Level up your electrical infrastructure to create a budget-friendly foundation for a connected plant.
An electrical outage at your chemical plant takes several process units offline. Your operations team scrambles to figure out why and soon pulls in maintenance teams. As time passes, logistics begins scurrying to manage the growing logjam of raw materials as tanks fill up and product shipments get delayed. As everyone’s stress level rises, operating costs add up and margins shrink. Finally, many hours and hundreds of thousands of dollars in losses later, the issue is resolved.
No one knows what exactly caused the trip. But you know the same threat will hang over the plant every day until you can access real-time data and identify the culprit.
You can avoid this situation in the future by implementing a digital solution, but how do you do that with a limited capital expenditure budget? And if you could, where would you even start?
Here’s an idea: Lay the foundation for a connected plant by starting at zero. That is Level 0, your electrical devices and instrumentation (Fig. 1 below).
This approach allows you to do small projects one at a time, using operating expenses. It also creates a scalable solution that is appropriate for your budget and schedule. Even better? The first step will pay for itself after your first shut down. So too will the next steps as you’re able to speed decision making by determining first out, increasing uptime, maximizing asset utilization, mitigating potential risks, and increasing OEE. Furthermore, digital transformation at the lowest levels paves the way for continuing the connection to the enterprise level, giving management the ability to make critical business decisions regarding plant-to-plant or site-to-site capacity and performance.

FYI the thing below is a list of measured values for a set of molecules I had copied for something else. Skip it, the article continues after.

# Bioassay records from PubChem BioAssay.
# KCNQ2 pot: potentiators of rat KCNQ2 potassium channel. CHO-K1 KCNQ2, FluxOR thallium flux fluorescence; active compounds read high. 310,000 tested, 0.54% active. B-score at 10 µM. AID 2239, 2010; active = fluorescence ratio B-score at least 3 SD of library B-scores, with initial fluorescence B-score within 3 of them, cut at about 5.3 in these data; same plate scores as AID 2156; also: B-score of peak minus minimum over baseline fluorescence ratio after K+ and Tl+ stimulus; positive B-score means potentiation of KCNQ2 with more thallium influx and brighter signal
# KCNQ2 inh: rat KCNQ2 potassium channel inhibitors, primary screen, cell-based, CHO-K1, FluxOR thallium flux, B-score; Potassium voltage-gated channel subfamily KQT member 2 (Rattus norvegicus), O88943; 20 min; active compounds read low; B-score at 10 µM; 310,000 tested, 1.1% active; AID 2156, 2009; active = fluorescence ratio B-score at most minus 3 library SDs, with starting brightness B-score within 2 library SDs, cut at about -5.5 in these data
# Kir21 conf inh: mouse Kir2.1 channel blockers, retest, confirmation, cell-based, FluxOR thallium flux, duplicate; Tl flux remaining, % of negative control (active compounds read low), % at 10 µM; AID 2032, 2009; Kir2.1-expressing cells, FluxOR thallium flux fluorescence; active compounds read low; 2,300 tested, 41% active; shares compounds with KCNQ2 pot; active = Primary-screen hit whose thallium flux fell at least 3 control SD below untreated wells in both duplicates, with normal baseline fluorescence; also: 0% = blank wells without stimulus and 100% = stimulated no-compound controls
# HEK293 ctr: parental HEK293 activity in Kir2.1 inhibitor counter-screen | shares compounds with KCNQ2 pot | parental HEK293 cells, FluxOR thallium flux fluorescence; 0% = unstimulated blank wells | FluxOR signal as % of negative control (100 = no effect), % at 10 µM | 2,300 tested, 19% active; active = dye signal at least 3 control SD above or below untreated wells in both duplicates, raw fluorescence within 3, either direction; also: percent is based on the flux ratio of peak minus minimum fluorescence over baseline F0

Following is guidance on useful places to start. It is helpful to enlist an objective evaluation of your current automation infrastructure to pinpoint opportunities that offer high value with low effort, along with those on a continuum that can eventually transform your entire facility.
Before you can get access to data analytics, you need your Level 0 industrial devices on the production floor to be able to communicate digitally. Then you must connect them with the Level 1 power and control devices. Focus on deploying intelligent motor controls, variable-speed drives, low-voltage breakers, and protection relays that are compatible with EtherNet/IP or IEC 61850. This will enable you to capture the data from the devices to inform basic operations and maintenance needs.
For example, digitalization of the protection relays in your power distribution enables simple time stamping. In the scenario described above, this simple connection would have helped determine what tripped first and whether the outage originated at the utility service or inside the plant. Then, the team could have isolated the issue, resolved the failure, and gotten the plant back up and running sooner.